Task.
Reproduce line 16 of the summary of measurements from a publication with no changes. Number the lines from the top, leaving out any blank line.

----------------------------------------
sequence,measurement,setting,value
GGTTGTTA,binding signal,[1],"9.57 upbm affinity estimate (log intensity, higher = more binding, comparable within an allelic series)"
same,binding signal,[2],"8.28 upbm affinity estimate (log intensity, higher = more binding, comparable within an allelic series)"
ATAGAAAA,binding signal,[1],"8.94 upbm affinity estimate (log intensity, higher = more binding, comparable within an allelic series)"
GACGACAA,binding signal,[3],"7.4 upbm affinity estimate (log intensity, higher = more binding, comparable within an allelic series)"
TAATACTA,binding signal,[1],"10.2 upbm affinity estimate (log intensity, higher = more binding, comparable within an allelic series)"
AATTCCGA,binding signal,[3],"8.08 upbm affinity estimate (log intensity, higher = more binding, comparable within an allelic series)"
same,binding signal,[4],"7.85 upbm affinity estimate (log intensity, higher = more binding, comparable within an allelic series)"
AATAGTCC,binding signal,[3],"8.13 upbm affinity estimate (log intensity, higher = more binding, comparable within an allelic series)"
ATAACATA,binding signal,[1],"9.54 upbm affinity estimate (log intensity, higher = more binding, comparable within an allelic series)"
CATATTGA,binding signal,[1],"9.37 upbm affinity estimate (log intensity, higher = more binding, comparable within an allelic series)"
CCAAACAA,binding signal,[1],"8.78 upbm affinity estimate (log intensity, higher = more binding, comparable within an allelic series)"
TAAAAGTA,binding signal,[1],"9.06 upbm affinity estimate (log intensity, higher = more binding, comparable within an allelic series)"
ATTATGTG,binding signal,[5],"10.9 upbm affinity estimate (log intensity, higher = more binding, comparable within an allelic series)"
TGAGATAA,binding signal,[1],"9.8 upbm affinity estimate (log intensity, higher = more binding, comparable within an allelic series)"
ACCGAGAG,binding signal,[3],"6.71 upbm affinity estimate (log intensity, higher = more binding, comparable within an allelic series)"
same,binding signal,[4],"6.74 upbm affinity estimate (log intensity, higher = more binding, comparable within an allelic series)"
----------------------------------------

ACCGAGAG,binding signal,[3],"6.71 upbm affinity estimate (log intensity, higher = more binding, comparable within an allelic series)"